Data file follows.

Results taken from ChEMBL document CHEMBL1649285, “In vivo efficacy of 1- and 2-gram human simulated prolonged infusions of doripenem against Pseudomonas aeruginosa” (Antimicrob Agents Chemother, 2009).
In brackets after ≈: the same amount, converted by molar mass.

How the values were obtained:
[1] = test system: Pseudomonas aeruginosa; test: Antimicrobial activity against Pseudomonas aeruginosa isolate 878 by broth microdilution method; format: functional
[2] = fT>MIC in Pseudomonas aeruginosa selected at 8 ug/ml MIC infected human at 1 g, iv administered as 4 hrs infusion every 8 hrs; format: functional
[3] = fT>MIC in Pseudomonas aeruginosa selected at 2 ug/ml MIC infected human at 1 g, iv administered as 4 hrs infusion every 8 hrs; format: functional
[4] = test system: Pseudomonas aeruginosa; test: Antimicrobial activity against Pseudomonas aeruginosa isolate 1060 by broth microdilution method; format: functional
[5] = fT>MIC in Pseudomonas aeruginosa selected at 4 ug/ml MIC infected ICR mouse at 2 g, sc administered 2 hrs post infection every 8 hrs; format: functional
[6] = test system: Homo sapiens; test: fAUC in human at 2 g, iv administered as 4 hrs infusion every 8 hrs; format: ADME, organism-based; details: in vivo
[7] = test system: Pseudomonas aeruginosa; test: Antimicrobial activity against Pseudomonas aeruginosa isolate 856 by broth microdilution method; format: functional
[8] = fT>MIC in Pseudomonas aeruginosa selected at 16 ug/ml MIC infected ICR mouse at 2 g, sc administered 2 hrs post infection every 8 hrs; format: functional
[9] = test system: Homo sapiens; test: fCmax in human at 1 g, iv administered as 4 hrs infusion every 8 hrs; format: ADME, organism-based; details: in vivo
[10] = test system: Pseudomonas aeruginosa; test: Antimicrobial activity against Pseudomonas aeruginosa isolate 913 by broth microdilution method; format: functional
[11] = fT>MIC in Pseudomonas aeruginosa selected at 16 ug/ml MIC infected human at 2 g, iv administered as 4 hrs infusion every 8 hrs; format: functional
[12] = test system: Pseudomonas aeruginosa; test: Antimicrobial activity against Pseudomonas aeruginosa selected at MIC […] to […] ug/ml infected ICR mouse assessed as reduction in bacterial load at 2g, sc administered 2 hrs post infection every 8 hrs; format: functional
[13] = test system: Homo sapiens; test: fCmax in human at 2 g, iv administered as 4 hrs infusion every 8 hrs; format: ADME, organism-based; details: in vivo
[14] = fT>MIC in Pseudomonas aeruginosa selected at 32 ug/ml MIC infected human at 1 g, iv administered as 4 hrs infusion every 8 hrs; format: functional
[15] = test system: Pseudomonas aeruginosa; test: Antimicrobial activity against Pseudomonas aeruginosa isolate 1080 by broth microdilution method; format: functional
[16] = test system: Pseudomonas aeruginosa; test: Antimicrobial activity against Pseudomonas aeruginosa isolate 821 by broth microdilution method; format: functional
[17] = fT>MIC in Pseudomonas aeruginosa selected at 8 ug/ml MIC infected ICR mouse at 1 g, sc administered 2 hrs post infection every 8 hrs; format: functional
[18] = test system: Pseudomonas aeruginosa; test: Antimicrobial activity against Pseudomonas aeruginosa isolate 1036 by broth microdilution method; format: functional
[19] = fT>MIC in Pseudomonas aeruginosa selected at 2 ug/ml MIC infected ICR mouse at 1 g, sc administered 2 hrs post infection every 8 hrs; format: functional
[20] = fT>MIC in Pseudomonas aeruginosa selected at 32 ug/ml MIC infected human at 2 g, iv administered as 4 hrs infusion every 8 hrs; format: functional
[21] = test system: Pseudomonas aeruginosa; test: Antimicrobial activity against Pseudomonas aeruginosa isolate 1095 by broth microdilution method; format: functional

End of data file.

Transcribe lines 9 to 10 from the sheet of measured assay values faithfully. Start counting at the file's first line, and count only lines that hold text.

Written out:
[6] = test system: Homo sapiens; test: fAUC in human at 2 g, iv administered as 4 hrs infusion every 8 hrs; format: ADME, organism-based; details: in vivo
[7] = test system: Pseudomonas aeruginosa; test: Antimicrobial activity against Pseudomonas aeruginosa isolate 856 by broth microdilution method; format: functional